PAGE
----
'How We Learn: The Surprising Truth About When, Where, and Why It Happens', by Benedict Carey

    See here for a summary of the chapters and recommendations from 'How We Learn'. This is a resource we used at Veritas during a recent professional development day. 

Wednesday, March 1, 2017

You're Only As Good As Your Training

Over the years, we've developed resources for use in faculty meetings at Veritas to help us improve our professional judgment. These involve discussions of scenarios of various lengths and complexity, and also the use of a 'critical incident' discussion protocol.

I've posted links to these resources on the 'Administrators' tab, and here:

Using Critical Incidents to Improve Professional Judgment

Scenario-Based Teacher Training

Tuesday, January 24, 2017

Good and Great Leadership and Classroom Culture

Teachers are leaders in their classrooms, every bit as much as coaches with their teams or administrators with the school as a whole. How teachers lead has a tremendous impact on the cultures within their classrooms.

One way to think about leadership is to consider leadership not so much as a continuum between bad and great, with good somewhere in between, but rather, to understand effective leadership as the existence of aspects of both ‘good’ and ‘great’.

James R. Bailey, in a September 22, 2016 Harvard Business Review article, explains this view of leadership.

·       ‘Great’ leadership is that which provides clear movement and direction toward fulfilling the mission, holding up the aspects of excellence, and setting goals. This leadership works to equip, inspire, and hold accountable, so that those goals are attained. This is what he calls ‘force’.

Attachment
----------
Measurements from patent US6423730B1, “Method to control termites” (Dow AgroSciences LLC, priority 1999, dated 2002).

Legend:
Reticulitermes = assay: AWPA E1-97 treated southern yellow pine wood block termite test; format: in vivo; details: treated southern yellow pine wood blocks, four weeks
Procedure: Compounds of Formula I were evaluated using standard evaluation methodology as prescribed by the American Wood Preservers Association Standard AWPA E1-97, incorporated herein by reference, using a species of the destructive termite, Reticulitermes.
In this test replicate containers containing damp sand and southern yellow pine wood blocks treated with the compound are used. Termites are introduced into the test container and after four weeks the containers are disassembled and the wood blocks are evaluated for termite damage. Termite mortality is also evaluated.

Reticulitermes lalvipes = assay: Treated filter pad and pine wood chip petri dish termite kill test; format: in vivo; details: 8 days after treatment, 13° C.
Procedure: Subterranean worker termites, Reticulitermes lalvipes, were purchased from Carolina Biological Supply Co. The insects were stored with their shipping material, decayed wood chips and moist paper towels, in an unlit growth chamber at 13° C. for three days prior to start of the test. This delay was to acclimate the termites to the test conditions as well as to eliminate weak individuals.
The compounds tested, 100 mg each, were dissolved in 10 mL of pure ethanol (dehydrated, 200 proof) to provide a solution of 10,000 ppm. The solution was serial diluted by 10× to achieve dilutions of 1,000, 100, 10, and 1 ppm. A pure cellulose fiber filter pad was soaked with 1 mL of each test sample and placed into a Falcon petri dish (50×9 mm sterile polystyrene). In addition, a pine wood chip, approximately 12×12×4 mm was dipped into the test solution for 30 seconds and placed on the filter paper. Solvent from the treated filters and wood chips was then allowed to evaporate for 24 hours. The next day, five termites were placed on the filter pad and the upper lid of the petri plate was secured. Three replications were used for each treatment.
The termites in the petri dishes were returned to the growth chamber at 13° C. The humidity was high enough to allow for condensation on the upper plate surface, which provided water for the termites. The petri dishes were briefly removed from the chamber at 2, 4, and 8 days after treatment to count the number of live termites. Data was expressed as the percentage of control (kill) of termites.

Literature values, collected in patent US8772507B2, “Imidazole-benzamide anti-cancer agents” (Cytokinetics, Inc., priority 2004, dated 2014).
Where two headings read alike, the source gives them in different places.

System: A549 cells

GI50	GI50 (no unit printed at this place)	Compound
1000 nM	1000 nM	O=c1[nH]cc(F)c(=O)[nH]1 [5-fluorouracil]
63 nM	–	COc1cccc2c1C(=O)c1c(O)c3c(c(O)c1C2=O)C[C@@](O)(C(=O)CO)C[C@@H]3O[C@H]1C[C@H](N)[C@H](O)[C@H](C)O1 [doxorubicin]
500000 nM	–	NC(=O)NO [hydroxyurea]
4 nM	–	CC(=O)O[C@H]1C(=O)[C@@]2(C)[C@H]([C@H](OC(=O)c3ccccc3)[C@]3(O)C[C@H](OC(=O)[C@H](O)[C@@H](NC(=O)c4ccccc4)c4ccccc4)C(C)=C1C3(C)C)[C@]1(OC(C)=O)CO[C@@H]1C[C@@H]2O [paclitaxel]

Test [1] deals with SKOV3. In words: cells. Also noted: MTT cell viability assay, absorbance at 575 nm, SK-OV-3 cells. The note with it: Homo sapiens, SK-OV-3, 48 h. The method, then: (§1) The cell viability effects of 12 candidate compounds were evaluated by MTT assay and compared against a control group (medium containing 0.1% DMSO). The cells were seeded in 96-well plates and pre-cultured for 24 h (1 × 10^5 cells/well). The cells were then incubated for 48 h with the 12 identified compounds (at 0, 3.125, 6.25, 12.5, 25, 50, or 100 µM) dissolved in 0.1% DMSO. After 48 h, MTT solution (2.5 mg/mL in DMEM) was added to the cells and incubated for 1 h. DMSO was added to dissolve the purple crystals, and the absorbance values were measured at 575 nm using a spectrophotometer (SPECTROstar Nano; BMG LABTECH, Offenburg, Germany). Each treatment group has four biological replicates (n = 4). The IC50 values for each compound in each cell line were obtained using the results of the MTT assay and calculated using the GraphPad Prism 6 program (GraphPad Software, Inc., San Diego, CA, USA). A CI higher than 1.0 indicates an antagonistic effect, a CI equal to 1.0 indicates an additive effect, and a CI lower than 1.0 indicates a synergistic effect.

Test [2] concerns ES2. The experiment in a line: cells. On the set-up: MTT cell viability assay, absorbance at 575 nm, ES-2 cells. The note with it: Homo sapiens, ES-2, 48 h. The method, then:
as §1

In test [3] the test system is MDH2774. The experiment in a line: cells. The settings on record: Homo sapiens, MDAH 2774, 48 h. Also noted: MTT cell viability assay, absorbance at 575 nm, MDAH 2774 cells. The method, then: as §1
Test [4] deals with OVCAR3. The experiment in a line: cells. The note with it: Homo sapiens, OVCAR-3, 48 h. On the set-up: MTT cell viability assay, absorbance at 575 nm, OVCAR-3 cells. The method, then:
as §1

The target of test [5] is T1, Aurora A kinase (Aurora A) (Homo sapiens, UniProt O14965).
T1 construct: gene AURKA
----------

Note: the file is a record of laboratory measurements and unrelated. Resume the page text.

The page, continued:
·       ‘Good’ leadership protects and supports ethical and moral principles. It focuses on relationships and providing values, ‘direction’, for the organization.

The truly effective leader, the Vital leader, for Bailey, combines both of these, providing clear goals and continual force (inspiring, equipping, and requiring) toward accomplishing them, while at the same time creating an ethical, supportive, trusting environment.

The Amiable leader has good intentions, but the power or the will to implement them is lacking. This creates a stagnant, “pleasant enough place to work, but one bereft of the vitality necessary” to advance the organization’s goals. This leader can be described as amiable—friendly and pleasant. But nothing gets done.

The bottom left quadrant, the Vacant leader, is a combination of lack of force and lack of good direction. “There is none of the energy necessary to compel collective movement to an end goal.” And there is none of the ‘good’ found in upper left. This is a not-good, not-great “cesspool”.

The bottom right, the Maleficent leader, combines great force without direction for good. “It’s an environment of excitable, concentrate participation coupled with dubiously defined purpose.” The ‘great’, without the ‘good’, can result in harm for all involved. 

A classroom culture that is both ‘great’ and ‘good’ is a reflection of the character of the teacher and how that teacher carries out his or her work in the classroom. Classroom teachers strive for an environment that is both predictable and supportive, that works diligently and compellingly toward continual, stretching and inspiring learning. It does this in a classroom that is focused on the goal of wisdom, virtue, and godliness as the context for all the learning going on.